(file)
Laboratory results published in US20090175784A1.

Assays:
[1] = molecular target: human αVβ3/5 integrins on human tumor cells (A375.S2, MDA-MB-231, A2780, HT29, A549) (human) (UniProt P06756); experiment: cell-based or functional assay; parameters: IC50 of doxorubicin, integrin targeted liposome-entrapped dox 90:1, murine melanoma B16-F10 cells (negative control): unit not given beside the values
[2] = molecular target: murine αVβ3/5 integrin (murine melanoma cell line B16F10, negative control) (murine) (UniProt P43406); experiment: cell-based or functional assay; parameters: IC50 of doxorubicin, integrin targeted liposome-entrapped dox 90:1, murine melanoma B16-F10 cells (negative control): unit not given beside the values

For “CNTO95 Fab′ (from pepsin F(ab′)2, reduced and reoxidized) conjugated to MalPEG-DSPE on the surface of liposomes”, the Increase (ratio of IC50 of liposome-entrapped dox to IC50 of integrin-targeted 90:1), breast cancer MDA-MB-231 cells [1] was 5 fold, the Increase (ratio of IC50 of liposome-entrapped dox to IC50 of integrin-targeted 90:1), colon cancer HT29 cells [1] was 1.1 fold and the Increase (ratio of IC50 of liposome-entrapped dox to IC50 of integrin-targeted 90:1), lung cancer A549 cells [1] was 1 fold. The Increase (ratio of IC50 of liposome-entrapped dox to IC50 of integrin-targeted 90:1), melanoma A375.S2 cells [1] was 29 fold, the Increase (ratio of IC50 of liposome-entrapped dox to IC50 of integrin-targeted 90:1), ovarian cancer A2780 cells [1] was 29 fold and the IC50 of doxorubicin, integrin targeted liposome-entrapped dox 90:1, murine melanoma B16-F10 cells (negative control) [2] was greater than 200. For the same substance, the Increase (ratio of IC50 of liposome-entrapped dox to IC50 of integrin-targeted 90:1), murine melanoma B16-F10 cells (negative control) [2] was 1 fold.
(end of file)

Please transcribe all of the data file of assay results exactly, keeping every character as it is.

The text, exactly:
Laboratory results published in US20090175784A1.

Assays:
[1] = molecular target: human αVβ3/5 integrins on human tumor cells (A375.S2, MDA-MB-231, A2780, HT29, A549) (human) (UniProt P06756); experiment: cell-based or functional assay; parameters: IC50 of doxorubicin, integrin targeted liposome-entrapped dox 90:1, murine melanoma B16-F10 cells (negative control): unit not given beside the values
[2] = molecular target: murine αVβ3/5 integrin (murine melanoma cell line B16F10, negative control) (murine) (UniProt P43406); experiment: cell-based or functional assay; parameters: IC50 of doxorubicin, integrin targeted liposome-entrapped dox 90:1, murine melanoma B16-F10 cells (negative control): unit not given beside the values

For “CNTO95 Fab′ (from pepsin F(ab′)2, reduced and reoxidized) conjugated to MalPEG-DSPE on the surface of liposomes”, the Increase (ratio of IC50 of liposome-entrapped dox to IC50 of integrin-targeted 90:1), breast cancer MDA-MB-231 cells [1] was 5 fold, the Increase (ratio of IC50 of liposome-entrapped dox to IC50 of integrin-targeted 90:1), colon cancer HT29 cells [1] was 1.1 fold and the Increase (ratio of IC50 of liposome-entrapped dox to IC50 of integrin-targeted 90:1), lung cancer A549 cells [1] was 1 fold. The Increase (ratio of IC50 of liposome-entrapped dox to IC50 of integrin-targeted 90:1), melanoma A375.S2 cells [1] was 29 fold, the Increase (ratio of IC50 of liposome-entrapped dox to IC50 of integrin-targeted 90:1), ovarian cancer A2780 cells [1] was 29 fold and the IC50 of doxorubicin, integrin targeted liposome-entrapped dox 90:1, murine melanoma B16-F10 cells (negative control) [2] was greater than 200. For the same substance, the Increase (ratio of IC50 of liposome-entrapped dox to IC50 of integrin-targeted 90:1), murine melanoma B16-F10 cells (negative control) [2] was 1 fold.